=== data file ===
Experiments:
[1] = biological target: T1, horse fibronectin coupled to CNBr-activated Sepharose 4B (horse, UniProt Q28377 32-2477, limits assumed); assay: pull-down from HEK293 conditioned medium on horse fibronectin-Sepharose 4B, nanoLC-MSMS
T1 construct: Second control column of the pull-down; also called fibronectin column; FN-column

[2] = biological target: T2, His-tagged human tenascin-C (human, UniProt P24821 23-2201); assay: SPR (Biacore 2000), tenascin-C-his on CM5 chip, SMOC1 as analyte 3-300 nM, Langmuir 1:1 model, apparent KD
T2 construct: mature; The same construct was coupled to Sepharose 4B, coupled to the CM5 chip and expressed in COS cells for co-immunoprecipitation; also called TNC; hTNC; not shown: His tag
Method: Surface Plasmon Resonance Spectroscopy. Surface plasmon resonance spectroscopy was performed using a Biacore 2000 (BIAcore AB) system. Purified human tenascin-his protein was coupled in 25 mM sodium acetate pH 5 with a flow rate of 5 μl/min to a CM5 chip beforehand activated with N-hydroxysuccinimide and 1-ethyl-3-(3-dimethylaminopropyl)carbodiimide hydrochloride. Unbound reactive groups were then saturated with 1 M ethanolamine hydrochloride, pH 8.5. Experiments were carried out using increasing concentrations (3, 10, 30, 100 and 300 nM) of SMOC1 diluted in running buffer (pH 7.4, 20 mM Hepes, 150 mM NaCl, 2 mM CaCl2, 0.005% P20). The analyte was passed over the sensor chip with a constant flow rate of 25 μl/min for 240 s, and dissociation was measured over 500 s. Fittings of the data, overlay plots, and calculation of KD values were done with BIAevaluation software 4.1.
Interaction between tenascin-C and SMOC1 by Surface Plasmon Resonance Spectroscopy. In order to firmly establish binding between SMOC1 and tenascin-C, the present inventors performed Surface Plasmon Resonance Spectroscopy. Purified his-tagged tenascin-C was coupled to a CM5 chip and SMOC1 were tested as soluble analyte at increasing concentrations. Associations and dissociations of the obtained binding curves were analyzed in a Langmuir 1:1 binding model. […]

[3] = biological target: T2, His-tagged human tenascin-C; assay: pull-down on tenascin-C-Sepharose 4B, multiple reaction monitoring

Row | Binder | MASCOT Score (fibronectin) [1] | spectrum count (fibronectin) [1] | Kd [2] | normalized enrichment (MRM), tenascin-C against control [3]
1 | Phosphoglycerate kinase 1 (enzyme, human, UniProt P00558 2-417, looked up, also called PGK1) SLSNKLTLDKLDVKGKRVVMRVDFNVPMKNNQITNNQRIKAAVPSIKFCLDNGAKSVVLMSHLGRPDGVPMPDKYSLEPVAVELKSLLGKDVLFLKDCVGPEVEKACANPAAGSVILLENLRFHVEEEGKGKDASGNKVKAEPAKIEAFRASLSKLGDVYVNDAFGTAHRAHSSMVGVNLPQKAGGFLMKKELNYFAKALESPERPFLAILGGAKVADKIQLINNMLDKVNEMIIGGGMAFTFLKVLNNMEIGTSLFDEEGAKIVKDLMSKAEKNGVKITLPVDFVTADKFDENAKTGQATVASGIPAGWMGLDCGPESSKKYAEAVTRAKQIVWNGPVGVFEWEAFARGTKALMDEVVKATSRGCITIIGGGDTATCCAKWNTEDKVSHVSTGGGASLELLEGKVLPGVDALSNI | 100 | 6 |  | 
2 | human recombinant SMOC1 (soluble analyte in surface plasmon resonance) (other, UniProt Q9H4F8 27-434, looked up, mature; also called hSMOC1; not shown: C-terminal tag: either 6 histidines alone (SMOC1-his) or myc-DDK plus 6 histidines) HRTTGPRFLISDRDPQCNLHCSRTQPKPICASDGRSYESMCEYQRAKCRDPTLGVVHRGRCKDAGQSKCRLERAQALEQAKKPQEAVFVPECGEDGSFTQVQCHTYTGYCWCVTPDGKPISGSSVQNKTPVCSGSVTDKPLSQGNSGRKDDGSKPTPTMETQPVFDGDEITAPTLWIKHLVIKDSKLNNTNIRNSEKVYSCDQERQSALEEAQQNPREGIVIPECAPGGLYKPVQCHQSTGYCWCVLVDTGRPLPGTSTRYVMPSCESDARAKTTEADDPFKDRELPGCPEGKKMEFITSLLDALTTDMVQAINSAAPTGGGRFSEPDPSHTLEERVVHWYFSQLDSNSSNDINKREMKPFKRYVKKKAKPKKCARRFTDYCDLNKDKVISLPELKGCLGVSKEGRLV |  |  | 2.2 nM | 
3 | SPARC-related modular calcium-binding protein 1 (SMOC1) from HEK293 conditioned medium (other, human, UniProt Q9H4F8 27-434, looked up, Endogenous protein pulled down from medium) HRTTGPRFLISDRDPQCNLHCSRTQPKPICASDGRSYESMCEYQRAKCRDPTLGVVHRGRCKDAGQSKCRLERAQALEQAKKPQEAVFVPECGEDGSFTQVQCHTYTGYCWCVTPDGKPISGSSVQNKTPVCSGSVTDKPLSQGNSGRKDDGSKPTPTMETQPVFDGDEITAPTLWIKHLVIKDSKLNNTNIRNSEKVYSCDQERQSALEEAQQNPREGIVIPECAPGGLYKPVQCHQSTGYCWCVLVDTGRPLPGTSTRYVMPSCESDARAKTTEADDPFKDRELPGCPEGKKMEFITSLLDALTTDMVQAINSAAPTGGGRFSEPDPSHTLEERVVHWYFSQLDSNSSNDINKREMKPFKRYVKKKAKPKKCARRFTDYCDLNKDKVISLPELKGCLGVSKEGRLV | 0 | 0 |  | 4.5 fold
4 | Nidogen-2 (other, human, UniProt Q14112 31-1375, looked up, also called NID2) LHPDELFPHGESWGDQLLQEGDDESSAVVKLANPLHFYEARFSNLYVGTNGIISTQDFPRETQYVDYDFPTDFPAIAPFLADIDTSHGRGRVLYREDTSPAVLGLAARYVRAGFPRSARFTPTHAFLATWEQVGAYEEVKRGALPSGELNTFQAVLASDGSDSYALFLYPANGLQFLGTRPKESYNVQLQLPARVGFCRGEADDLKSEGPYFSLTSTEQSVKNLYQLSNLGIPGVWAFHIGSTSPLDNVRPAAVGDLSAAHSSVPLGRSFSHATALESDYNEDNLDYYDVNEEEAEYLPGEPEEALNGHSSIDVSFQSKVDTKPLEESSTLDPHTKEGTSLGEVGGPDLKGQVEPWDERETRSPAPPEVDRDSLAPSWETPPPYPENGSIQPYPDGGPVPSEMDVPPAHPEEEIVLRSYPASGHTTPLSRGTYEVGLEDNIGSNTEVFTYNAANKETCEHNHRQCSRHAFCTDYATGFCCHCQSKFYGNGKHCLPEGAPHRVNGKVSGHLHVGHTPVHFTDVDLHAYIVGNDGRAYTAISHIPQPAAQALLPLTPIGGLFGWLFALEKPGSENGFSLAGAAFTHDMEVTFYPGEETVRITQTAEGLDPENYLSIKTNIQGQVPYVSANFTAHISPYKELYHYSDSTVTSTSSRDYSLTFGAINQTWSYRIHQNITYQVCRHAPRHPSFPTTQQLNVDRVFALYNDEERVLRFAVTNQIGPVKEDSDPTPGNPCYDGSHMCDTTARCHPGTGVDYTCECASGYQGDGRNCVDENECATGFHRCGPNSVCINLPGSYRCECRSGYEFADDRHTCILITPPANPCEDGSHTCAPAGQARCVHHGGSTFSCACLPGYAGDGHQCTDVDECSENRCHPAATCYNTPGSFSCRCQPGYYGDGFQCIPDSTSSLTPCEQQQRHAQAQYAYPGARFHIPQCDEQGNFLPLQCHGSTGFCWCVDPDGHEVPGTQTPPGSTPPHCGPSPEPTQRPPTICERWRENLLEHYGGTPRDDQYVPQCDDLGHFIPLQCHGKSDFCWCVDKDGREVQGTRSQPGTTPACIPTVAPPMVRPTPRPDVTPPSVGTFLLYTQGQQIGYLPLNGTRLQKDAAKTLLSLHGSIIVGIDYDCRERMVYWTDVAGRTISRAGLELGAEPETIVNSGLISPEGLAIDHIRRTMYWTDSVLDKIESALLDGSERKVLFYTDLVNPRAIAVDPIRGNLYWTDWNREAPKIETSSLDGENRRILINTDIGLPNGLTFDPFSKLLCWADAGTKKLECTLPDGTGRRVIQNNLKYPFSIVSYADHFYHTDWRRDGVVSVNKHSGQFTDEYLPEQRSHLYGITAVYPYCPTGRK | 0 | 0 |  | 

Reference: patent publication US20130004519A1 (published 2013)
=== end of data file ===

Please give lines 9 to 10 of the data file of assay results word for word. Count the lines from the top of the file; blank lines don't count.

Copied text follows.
Row | Binder | MASCOT Score (fibronectin) [1] | spectrum count (fibronectin) [1] | Kd [2] | normalized enrichment (MRM), tenascin-C against control [3]
1 | Phosphoglycerate kinase 1 (enzyme, human, UniProt P00558 2-417, looked up, also called PGK1) SLSNKLTLDKLDVKGKRVVMRVDFNVPMKNNQITNNQRIKAAVPSIKFCLDNGAKSVVLMSHLGRPDGVPMPDKYSLEPVAVELKSLLGKDVLFLKDCVGPEVEKACANPAAGSVILLENLRFHVEEEGKGKDASGNKVKAEPAKIEAFRASLSKLGDVYVNDAFGTAHRAHSSMVGVNLPQKAGGFLMKKELNYFAKALESPERPFLAILGGAKVADKIQLINNMLDKVNEMIIGGGMAFTFLKVLNNMEIGTSLFDEEGAKIVKDLMSKAEKNGVKITLPVDFVTADKFDENAKTGQATVASGIPAGWMGLDCGPESSKKYAEAVTRAKQIVWNGPVGVFEWEAFARGTKALMDEVVKATSRGCITIIGGGDTATCCAKWNTEDKVSHVSTGGGASLELLEGKVLPGVDALSNI | 100 | 6 |  | 